“Language brings with it an identity and a culture, or at least the perception of it. A shared language says “We’re the same.” A language barrier says “We’re different.”-Trevor Noah
One of my mother’s friends came to visit their family recently. When my mother notified me that her friend and her sons were going to visit us I was excited. But my joy was short-lived, silly me dreaded speaking in English for the whole. What if I exhausted my English bundles🤣🤣?
To my surprise when Aunt Sally and her sons got to our house they greeted us in Shona. I thought the greeting was staged but it wasn’t, Aunty Sally’s kids Tongai and Taropafadzwa only used a few English words during their visit.
I was curious to know how Tongai and his brother were able to speak Shona fluently when Tongai left Zimbabwe when he could barely talk and Taropafadzwa was born in the Diaspora. Their response was what intrigued me, in Aunt Sally and Uncle Ben’s house they don’t speak in English but rather in their native language. Their parents do not want their children to forget about their identity. I have met a lot of children who grew up in the Diaspora and are unable to speak their language and some cases, they are unable to pronounce their names properly.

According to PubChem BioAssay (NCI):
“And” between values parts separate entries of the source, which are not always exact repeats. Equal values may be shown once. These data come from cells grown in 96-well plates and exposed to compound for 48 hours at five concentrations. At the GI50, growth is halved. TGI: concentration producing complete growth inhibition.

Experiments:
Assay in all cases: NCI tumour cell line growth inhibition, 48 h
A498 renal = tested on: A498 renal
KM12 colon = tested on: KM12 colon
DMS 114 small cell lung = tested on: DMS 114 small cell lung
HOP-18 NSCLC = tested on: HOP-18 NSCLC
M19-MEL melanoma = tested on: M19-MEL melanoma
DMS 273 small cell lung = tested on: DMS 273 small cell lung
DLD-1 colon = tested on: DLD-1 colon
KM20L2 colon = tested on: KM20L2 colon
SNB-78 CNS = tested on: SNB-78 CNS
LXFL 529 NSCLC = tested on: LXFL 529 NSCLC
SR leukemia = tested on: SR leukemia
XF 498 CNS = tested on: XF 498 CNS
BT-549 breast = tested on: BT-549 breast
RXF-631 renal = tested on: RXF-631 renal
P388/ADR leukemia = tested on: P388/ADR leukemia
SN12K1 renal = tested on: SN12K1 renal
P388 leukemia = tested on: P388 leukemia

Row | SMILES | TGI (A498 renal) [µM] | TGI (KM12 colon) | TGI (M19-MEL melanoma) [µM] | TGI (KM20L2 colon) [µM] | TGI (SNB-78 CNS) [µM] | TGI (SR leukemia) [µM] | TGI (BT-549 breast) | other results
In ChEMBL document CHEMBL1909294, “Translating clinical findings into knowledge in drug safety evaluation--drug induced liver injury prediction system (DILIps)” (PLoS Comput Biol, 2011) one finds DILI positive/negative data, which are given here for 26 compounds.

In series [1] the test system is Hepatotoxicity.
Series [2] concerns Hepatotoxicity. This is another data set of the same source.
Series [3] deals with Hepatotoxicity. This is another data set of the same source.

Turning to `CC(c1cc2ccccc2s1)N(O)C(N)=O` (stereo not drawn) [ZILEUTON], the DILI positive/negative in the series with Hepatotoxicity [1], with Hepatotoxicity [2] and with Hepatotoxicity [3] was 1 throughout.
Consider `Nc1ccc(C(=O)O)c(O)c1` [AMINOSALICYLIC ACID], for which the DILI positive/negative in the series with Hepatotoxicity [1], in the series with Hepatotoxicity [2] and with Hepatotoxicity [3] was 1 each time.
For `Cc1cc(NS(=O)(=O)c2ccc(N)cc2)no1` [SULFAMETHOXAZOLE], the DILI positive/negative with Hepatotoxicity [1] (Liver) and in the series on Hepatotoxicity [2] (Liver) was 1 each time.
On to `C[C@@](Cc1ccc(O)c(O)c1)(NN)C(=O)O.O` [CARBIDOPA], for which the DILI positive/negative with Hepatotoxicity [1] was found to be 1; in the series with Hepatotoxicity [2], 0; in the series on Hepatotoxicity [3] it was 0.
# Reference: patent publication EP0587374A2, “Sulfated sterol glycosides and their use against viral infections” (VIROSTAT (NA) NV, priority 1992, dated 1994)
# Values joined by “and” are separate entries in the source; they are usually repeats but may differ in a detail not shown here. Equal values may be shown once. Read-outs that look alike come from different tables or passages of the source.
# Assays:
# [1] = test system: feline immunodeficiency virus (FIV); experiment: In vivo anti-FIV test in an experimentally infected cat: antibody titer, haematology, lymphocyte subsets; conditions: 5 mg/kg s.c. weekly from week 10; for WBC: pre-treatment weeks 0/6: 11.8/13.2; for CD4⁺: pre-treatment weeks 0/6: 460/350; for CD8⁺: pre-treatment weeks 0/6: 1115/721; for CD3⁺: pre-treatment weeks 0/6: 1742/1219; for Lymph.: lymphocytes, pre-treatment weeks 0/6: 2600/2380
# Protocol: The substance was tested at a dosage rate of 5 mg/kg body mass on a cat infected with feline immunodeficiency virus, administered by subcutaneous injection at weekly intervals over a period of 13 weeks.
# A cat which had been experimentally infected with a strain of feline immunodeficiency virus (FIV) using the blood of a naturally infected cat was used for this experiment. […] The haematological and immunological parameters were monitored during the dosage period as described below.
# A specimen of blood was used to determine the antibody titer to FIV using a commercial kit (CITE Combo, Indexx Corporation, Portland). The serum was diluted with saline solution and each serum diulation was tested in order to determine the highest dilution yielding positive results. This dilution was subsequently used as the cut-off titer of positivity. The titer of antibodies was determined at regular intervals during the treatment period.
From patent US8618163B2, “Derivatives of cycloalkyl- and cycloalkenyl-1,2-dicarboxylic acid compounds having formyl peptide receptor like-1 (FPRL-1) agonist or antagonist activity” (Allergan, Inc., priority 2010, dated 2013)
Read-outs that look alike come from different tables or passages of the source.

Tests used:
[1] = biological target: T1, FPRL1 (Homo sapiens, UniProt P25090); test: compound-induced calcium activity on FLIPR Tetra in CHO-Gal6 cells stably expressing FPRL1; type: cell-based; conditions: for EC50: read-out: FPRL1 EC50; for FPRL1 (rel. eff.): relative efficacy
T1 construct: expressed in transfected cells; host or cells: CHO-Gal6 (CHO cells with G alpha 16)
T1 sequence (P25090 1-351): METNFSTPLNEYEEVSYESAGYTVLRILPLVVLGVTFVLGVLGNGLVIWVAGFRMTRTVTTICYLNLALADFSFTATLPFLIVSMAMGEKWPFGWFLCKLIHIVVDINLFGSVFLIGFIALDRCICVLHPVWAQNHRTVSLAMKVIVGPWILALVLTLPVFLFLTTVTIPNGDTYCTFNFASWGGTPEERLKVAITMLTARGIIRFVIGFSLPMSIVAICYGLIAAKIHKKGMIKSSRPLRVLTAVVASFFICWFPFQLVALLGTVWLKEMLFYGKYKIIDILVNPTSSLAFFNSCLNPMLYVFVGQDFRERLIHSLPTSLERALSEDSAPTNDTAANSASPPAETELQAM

Taropafadzwa and Tongai are proud to be African and they embrace their totem. The boys do not refer to their father as Baba or as Nyathi (buffalo totem).
The boys also looked forward to travelling to their rural home and meeting their grandparents.
On the other hand, some children who live in Africa are unable to pronounce their native names properly. The children are unable to communicate in their native languages and are often teased or people can gossip about them.
Parents have the power to choose whether they want to teach their children about their traditions, culture or language.